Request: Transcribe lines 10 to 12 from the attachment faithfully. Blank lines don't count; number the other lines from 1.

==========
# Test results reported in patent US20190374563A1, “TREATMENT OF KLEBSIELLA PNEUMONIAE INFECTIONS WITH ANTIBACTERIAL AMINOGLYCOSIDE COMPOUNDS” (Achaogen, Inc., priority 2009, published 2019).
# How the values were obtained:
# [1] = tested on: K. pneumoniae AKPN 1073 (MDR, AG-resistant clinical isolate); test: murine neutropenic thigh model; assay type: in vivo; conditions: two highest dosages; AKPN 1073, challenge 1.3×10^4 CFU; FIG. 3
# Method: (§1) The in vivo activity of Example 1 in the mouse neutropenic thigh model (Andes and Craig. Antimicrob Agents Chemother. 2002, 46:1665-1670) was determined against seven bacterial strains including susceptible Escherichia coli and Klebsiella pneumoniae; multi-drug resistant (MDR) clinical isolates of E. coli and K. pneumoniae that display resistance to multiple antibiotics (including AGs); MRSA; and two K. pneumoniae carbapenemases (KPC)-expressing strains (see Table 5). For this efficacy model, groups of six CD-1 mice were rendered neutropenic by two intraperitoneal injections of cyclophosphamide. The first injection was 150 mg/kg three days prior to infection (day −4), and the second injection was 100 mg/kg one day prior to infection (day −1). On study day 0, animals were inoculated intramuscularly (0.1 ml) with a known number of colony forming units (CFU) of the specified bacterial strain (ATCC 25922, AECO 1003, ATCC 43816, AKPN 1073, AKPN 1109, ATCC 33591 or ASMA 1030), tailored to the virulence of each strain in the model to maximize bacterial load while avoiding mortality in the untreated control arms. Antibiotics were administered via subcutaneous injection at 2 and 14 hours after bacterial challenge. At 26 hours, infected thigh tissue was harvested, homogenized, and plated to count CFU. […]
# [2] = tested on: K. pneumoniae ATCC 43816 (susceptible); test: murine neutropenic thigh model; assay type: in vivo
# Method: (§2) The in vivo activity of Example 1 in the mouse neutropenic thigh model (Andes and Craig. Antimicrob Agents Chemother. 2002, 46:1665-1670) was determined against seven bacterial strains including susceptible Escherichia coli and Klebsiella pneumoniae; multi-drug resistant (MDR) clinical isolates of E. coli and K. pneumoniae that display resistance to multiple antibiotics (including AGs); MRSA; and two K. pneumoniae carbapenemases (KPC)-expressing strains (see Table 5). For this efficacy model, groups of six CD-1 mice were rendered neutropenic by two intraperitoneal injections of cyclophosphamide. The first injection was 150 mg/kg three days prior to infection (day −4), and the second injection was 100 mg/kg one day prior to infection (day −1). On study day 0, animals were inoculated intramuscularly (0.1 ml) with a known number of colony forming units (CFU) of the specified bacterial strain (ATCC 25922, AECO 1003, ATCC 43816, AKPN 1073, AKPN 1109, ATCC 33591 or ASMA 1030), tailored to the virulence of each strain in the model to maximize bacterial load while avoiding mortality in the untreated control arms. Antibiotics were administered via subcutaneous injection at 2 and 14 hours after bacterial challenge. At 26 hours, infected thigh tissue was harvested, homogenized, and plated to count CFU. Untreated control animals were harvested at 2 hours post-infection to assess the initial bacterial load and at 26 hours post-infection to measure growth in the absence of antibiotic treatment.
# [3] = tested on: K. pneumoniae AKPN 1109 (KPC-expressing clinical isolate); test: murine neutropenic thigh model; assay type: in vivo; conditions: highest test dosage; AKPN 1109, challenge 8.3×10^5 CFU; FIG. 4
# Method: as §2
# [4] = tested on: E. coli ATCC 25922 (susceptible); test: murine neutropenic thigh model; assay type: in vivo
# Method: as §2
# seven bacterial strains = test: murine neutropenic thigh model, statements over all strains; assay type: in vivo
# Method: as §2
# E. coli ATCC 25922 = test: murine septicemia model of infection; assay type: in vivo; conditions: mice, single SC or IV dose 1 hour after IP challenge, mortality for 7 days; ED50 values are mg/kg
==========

# Method: as §2
# seven bacterial strains = test: murine neutropenic thigh model, statements over all strains; assay type: in vivo
# Method: as §2